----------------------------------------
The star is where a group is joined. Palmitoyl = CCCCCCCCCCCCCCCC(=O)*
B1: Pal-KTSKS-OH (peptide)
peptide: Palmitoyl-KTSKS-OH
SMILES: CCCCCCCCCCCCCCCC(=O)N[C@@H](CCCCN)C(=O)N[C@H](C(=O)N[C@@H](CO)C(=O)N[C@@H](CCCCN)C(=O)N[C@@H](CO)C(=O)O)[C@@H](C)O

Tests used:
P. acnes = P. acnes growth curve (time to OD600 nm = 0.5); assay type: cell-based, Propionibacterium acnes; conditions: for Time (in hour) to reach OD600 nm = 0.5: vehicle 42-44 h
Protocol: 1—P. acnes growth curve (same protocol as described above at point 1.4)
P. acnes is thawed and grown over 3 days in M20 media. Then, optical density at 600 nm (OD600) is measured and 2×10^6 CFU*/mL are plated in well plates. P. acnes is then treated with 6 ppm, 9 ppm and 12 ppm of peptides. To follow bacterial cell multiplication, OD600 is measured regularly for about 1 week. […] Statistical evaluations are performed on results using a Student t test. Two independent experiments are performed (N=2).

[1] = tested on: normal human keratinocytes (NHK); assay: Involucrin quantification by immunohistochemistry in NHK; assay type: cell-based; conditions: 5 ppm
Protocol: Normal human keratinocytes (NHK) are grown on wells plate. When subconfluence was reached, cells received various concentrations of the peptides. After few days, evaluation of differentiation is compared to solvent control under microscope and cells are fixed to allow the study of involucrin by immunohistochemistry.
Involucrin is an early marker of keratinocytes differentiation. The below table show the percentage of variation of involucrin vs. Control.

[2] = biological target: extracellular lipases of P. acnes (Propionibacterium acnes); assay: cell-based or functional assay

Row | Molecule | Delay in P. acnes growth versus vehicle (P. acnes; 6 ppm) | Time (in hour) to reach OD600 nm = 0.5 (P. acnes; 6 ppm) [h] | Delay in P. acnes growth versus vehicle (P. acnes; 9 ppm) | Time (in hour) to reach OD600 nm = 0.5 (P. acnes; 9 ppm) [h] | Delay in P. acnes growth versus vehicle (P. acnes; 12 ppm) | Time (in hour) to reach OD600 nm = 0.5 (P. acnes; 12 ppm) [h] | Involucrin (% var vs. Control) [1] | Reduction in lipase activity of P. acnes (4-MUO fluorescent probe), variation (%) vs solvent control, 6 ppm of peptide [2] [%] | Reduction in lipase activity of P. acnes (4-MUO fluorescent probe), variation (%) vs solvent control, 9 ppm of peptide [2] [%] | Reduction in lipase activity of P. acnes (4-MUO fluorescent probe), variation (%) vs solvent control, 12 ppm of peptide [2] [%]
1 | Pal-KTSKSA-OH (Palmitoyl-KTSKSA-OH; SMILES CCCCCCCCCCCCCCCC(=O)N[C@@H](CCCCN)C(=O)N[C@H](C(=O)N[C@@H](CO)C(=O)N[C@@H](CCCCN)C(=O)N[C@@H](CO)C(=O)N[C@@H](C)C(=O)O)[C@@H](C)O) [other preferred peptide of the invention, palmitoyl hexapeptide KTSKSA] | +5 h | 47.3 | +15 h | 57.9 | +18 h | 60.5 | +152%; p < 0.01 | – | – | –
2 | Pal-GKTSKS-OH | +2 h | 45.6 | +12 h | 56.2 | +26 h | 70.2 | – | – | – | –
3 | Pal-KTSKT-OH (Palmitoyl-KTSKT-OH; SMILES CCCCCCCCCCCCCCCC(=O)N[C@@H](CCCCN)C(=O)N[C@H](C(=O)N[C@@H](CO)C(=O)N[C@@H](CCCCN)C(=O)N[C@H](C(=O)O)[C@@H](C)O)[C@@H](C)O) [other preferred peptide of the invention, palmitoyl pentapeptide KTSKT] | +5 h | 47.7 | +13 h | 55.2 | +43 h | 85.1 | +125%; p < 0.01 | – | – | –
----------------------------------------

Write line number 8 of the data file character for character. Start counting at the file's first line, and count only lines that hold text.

P. acnes is thawed and grown over 3 days in M20 media. Then, optical density at 600 nm (OD600) is measured and 2×10^6 CFU*/mL are plated in well plates. P. acnes is then treated with 6 ppm, 9 ppm and 12 ppm of peptides. To follow bacterial cell multiplication, OD600 is measured regularly for about 1 week. […] Statistical evaluations are performed on results using a Student t test. Two independent experiments are performed (N=2).